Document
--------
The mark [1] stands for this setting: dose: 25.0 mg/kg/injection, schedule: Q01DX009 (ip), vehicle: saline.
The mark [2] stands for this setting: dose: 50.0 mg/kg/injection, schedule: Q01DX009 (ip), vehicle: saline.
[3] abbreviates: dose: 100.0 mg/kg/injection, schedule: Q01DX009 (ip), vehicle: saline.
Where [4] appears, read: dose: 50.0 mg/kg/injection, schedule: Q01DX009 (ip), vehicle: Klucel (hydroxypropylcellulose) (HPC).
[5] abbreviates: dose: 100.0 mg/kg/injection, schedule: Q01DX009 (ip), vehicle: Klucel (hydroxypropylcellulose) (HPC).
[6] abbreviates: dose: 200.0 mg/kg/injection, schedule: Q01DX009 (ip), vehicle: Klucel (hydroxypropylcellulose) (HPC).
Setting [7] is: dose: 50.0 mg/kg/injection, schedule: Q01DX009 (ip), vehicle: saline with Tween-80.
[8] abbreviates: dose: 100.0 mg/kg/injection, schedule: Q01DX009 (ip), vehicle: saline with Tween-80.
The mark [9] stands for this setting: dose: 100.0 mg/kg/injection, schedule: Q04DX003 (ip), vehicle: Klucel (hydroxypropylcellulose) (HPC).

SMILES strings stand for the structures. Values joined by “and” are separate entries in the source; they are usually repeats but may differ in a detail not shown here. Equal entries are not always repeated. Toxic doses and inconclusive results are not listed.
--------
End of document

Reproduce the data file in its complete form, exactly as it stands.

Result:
The mark [1] stands for this setting: dose: 25.0 mg/kg/injection, schedule: Q01DX009 (ip), vehicle: saline.
The mark [2] stands for this setting: dose: 50.0 mg/kg/injection, schedule: Q01DX009 (ip), vehicle: saline.
[3] abbreviates: dose: 100.0 mg/kg/injection, schedule: Q01DX009 (ip), vehicle: saline.
Where [4] appears, read: dose: 50.0 mg/kg/injection, schedule: Q01DX009 (ip), vehicle: Klucel (hydroxypropylcellulose) (HPC).
[5] abbreviates: dose: 100.0 mg/kg/injection, schedule: Q01DX009 (ip), vehicle: Klucel (hydroxypropylcellulose) (HPC).
[6] abbreviates: dose: 200.0 mg/kg/injection, schedule: Q01DX009 (ip), vehicle: Klucel (hydroxypropylcellulose) (HPC).
Setting [7] is: dose: 50.0 mg/kg/injection, schedule: Q01DX009 (ip), vehicle: saline with Tween-80.
[8] abbreviates: dose: 100.0 mg/kg/injection, schedule: Q01DX009 (ip), vehicle: saline with Tween-80.
The mark [9] stands for this setting: dose: 100.0 mg/kg/injection, schedule: Q04DX003 (ip), vehicle: Klucel (hydroxypropylcellulose) (HPC).

SMILES strings stand for the structures. Values joined by “and” are separate entries in the source; they are usually repeats but may differ in a detail not shown here. Equal entries are not always repeated. Toxic doses and inconclusive results are not listed.